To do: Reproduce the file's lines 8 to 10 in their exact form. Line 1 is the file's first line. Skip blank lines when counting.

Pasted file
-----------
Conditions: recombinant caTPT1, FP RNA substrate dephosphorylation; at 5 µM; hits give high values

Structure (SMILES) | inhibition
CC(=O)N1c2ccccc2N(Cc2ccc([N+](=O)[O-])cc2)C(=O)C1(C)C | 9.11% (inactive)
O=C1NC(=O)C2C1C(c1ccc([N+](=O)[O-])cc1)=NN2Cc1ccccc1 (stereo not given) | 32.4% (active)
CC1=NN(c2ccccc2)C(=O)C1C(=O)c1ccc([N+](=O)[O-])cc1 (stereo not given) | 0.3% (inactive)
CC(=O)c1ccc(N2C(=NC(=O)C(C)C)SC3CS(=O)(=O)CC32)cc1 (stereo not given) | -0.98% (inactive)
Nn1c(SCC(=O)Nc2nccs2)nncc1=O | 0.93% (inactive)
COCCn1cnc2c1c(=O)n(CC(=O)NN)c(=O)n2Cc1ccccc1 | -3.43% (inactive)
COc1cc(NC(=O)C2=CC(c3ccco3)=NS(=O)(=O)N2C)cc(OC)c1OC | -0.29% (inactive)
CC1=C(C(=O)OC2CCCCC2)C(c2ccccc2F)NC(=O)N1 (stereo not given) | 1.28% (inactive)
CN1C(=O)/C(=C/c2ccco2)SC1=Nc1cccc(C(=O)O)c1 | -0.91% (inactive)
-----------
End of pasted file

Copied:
COCCn1cnc2c1c(=O)n(CC(=O)NN)c(=O)n2Cc1ccccc1 | -3.43% (inactive)
COc1cc(NC(=O)C2=CC(c3ccco3)=NS(=O)(=O)N2C)cc(OC)c1OC | -0.29% (inactive)
CC1=C(C(=O)OC2CCCCC2)C(c2ccccc2F)NC(=O)N1 (stereo not given) | 1.28% (inactive)